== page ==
Strange Ghosts We Never Knew

Remember when Ireland gave away all her gas and oil fields to the Shell corporation? No? Well, that’s because the Irish media barely reported this dodgy deal. It went something like this: Fianna Fail politician Ray Burke decided that he’d secretly meet with the good folks from Shell and give them significant portions of the country’s natural gas and oil fields. Chairperson of the Campaign for the Protection of Resources, Padhraig Campbell put it as such:

Ray Burke, against the advice of senior officials in his department, held a meeting on his own with the oil companies after which the terms and conditions previously attached to licenses were changed dramatically in favour of the companies

Why did Burke do this? Well, that’s anyone’s guess. It might be worth noting that he was soon after charged with corruption in an unrelated case and actually served time in prison… I’m not saying anything… I’m just saying.

Anyway, it would be nice to imagine a world in which Ireland received some nice, hefty €€€s for her exploitable resources.

Maybe such imaginings are ultimately pointless, but it gives me an excuse to discuss a fine lecture transcription that Michael Hudson recently put up on his site (note: the points he makes here are essentially reiterations and clarifications of the points he made in this clip).

Hudson is discussing – apropos of Norway – what a sovereign state should do when they have excess financial assets. He points out that they certainly don’t want to hold these assets in the state’s own money – otherwise this would drive the value of this currency upwards which would kill exports. What the Norwegians have done instead is essentially what household savers do:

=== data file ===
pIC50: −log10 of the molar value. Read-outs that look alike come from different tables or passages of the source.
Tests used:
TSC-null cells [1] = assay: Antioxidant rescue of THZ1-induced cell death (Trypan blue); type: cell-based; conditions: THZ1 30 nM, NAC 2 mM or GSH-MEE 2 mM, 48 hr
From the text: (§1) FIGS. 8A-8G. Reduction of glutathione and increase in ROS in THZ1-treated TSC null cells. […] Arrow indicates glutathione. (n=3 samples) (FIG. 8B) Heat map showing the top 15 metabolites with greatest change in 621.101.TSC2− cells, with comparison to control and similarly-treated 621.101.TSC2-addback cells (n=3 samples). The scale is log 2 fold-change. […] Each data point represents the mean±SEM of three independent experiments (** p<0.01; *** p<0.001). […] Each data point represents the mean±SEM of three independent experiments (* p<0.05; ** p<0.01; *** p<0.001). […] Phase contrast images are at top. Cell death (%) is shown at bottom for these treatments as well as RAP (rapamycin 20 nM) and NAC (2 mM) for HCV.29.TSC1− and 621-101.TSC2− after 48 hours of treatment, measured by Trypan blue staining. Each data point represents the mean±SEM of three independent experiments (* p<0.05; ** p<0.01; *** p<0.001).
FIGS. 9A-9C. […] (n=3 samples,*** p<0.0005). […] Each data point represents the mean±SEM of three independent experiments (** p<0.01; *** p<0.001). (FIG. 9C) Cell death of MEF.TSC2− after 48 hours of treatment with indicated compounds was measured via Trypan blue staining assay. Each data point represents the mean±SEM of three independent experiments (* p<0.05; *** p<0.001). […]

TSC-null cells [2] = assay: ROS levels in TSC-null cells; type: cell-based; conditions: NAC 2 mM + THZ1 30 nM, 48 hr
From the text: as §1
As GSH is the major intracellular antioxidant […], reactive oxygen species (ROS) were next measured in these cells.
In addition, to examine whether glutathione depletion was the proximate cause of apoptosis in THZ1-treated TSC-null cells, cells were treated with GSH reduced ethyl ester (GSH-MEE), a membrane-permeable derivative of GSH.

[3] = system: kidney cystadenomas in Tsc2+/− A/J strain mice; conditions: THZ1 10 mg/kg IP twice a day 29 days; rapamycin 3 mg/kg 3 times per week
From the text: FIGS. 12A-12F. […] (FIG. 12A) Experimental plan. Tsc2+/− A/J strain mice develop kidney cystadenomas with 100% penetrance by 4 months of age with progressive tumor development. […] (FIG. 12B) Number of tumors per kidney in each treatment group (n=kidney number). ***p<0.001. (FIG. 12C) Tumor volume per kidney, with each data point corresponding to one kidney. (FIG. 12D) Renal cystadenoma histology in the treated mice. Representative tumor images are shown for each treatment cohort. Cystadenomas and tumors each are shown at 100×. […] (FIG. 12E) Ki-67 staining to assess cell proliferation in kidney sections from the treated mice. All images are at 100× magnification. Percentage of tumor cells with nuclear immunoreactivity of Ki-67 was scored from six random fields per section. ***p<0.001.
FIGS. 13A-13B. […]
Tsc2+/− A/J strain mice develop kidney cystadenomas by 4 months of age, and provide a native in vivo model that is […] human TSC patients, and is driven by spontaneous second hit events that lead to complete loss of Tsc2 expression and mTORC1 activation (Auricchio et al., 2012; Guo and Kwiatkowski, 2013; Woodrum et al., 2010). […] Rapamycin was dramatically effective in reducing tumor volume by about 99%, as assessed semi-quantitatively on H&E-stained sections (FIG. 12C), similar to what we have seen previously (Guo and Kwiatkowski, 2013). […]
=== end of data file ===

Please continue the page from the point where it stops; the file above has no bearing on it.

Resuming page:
The money is consigned to fund managers to invest in a wide array of stocks and bonds so as to minimize risk. In effect, Norway has a big set of mutual funds.

Sure, the risk is spread around if this is done, but, as Hudson points out in his television interview, this risk is not spread in the case that the financial markets as a whole take a hit – as they did back in 2008.

Hudson points out that its probably a far better idea to follow what the BRIC countries are doing.

Being concerned mainly with their national development, they start by asking what their economies will need to import over the next half-century, and how foreign investment can best serve their long-term diplomatic aims. Singapore invests heavily in Australia, partly to help political as well as economic reciprocity. China has bought up majority shares of mineral resources (including silica mines in Norway and Iceland) and bought into the partnerships of major U.S. hedge funds. Both countries use their sovereign wealth funds to upgrade their long-term economic productivity, living standards, technology and educational levels.

Can you spot the trick here? Okay, if the financial markets take a hit wealth is simply wiped-out, right? But if the markets that some in East Asia are investing in take a hit wealth is not simply wiped-out. Even if the value of the assets invested in falls, these countries still have access to hard resources that they can use to upgrade their long-term economic productivity. In addition to this they also buy ‘political capital’ inside the countries they have invested in.

Now here’s where it gets really interesting – and where you should start taking a second look at your own investments:

The financial climate has changed radically from when Norway’s Oil Fund was established in 1990. Norway has built up its savings since then by selling enormous quantities of oil and gas, and employing many thousands of workers. By coincidence, an even larger sum of $600 billion recently has been created overnight – electronically on computer keyboards, by the U.S. Federal Reserve Board as part of Chairman Ben Bernanke’s Quantitative Easing policy (QE2). This money has been provided to spur bank liquidity, in hope that they can earn their way out of the losses they suffer from their bad mortgage loans and other gambles.